Will we ever see this new 'World'?

Raymond Snoddy asks Stephen Glover about the state of play with his plan to launch a new quality daily

Stephen Glover, a co-founder of
The Independent, insists that he could still launch a new top-of-the-market quality daily newspaper next year, despite obvious difficulties in raising money for the ambitious project.

Stephen Glover, a co-founder of The Independent, insists that he could still launch a new top-of-the-market quality daily newspaper next year, despite obvious difficulties in raising money for the ambitious project.

News of the project, which could be called The World, after the French quality daily Le Monde, was leaked at the end of February. Since then, virtually nothing has been heard of the attempt to raise £15m to launch the compact paper, which would set out to take sales from existing quality dailies.

Despite the silence, Glover, a columnist for the Daily Mail, who promised that the paper would be a celebrity-free zone, insists that the project is "extant".

Glover says that the team behind it, which includes Vicky Unwin, the former managing director of PR Newswire, as prospective managing director, will say nothing, either officially or unofficially, "until or unless we raise the money".

But Glover, a former editor of The Independent on Sunday, says: "The project is extant, and is as extant as it has ever been, that's all I can say really." Asked whether it was true that the group had failed to raise the necessary funds, Glover replies: "It's a slightly pejorative way of putting it to say that we have failed to raise the money so far. It makes it sound as if we have been struggling against enormous odds. We are following a particular strategy and I am optimistic that it will succeed."

The journalist was a leader writer on The Daily Telegraph before joining Andreas Whittam Smith in launching The Independent in 1986. He believes that there has been a serious dumbing-down in the national newspaper market. He believes that The World, or whatever final title is chosen, could attract significant numbers of disaffected readers, put off by triviality. The aim is to produce a high-quality, low-cost paper that could survive on initial sales as low as 100,000.

Could the paper be launched next year? "Conceivably, yes," says Glover, the son of an Anglican cleric. "Everything that was said about it when it leaked at the end of February, all the factual stuff remains true. Absolutely. Actually, I am as optimistic as I have ever been," he says, in a markedly ambiguous comment.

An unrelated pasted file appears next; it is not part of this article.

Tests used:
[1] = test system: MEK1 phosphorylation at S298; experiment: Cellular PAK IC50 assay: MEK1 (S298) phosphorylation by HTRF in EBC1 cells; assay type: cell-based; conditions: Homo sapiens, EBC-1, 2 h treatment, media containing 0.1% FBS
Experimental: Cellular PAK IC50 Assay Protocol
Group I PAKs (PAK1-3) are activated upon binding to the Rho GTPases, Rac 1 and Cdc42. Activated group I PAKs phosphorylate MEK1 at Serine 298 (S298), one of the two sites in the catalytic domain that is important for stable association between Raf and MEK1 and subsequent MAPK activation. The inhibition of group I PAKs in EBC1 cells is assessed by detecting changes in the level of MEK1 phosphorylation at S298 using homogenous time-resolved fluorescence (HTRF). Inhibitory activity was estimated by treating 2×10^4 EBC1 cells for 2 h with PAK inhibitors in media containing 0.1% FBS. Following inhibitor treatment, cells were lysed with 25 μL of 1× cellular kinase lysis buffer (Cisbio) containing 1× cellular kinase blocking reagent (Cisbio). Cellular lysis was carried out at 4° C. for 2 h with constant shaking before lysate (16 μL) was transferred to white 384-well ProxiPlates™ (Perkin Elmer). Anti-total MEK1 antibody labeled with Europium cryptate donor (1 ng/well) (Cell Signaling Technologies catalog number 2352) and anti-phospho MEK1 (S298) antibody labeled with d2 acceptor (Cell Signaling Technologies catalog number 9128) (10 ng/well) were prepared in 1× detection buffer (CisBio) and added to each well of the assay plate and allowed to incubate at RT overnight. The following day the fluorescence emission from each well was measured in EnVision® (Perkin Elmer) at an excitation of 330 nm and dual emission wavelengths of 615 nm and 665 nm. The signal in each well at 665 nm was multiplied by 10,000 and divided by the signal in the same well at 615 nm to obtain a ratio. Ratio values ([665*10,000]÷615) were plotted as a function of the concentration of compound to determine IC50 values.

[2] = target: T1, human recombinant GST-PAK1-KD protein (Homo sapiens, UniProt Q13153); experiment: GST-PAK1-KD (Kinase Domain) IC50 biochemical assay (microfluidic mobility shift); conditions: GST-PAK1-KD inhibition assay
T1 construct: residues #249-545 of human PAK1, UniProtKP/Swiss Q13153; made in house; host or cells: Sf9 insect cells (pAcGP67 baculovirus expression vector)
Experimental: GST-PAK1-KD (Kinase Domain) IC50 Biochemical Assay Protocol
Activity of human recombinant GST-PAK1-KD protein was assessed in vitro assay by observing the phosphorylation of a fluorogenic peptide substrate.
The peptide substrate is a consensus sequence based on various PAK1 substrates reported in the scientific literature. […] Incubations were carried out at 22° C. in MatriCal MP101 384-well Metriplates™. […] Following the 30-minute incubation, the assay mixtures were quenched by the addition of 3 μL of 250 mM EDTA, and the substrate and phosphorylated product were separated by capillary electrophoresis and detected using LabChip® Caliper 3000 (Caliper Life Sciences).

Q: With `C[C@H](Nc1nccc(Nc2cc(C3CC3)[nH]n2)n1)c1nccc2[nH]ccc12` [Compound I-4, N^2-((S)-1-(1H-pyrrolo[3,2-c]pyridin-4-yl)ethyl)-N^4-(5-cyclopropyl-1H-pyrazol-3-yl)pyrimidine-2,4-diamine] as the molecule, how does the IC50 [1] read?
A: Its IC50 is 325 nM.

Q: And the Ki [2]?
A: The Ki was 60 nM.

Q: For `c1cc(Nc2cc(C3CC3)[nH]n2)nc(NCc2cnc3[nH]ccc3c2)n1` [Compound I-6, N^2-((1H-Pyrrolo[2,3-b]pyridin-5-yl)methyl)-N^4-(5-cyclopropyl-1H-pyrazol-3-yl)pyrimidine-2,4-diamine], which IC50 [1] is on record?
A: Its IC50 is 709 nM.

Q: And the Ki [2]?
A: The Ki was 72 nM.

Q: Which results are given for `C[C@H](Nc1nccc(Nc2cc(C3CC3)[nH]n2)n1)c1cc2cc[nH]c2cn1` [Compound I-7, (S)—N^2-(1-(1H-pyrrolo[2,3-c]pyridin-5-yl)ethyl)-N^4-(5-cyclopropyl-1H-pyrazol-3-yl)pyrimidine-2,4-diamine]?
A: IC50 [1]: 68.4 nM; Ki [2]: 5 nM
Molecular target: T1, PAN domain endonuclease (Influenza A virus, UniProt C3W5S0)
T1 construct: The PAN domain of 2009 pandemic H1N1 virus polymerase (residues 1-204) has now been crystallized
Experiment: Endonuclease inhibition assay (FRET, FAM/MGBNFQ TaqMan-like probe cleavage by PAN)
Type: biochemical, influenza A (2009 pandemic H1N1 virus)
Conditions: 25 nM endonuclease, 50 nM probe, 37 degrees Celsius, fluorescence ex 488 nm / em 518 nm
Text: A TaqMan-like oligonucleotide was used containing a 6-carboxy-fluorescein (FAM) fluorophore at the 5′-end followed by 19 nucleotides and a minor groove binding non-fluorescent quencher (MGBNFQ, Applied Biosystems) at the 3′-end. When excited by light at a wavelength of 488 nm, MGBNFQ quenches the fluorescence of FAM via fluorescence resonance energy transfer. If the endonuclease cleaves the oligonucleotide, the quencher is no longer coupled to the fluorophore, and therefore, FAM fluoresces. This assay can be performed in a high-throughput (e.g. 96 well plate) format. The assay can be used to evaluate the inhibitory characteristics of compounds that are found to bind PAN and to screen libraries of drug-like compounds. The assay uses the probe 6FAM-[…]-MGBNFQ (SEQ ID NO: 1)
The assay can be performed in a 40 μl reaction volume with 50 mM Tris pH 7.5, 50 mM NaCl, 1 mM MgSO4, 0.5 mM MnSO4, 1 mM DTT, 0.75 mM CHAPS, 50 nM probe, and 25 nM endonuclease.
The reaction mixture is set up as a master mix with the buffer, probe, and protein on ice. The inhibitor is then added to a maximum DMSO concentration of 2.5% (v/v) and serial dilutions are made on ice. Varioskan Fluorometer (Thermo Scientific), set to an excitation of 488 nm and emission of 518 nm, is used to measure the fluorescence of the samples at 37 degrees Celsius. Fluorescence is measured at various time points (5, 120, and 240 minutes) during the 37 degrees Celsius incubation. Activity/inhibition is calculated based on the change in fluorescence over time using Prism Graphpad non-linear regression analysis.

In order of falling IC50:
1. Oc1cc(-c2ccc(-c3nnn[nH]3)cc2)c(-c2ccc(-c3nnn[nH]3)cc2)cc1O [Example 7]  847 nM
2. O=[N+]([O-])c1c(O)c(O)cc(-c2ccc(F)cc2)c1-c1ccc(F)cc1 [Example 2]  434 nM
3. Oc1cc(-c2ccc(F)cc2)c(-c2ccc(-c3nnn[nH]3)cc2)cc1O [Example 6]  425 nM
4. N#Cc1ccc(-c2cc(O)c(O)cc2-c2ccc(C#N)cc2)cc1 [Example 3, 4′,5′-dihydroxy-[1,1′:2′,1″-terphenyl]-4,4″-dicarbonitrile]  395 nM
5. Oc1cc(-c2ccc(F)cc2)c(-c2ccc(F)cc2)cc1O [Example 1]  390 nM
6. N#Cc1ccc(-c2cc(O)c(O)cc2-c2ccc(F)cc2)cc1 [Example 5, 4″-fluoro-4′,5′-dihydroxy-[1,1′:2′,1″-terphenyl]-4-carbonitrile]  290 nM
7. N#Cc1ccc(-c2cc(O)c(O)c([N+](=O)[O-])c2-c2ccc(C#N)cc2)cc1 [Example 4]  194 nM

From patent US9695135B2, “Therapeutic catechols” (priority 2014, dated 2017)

In particular, Glover, who also writes for The Spectator magazine, still believes in the high-end nature of the project. Because of the I'm a Celebrity... Get Me Out of Here! culture, Glover says that he feels like a stranger in his own country. Ironically, one of the stars of the latest series, Janet Street-Porter, is also a former editor of The Independent on Sunday.

When the initial story first came out, Andrew Neil, publisher of The Business and The Scotsman, and now chief executive of The Spectator, said that he hoped that the paper would succeed, but was very sceptical. "To launch a new quality newspaper in today's crowded and declining market is either brave or foolhardy. To finance such a project requires even more courage and is probably foolish," the former editor of The Sunday Times argued.

Despite a certain dogged optimism, the silence over any potential investors nearly a year after the project first became public does not look good. It is just about possible - but unlikely - that the Daily Mail and General Trust, publishers of the Daily Mail, might consider getting involved, following its failure to buy The Daily Telegraph. But the reality is that conditions in the national newspaper market have worsened significantly over the past year. Advertising revenues have not bounced back from recession as robustly as had been hoped, and recent circulation figures show that most papers are down year-on-year.

The only two exceptions are The Times, which is up by 0.6 per cent, and The Independent, up by 9.1 per cent. One of the main factors influencing the positive sales of both papers is the fact that both are now wholly compact. But that in turn removes what might once have been a unique selling point for Glover's paper - a Le Monde-style format.

Certainly, very few people in the national newspaper industry, apart from Stephen Glover, of course, are holding their breath for the arrival of a new competitor.

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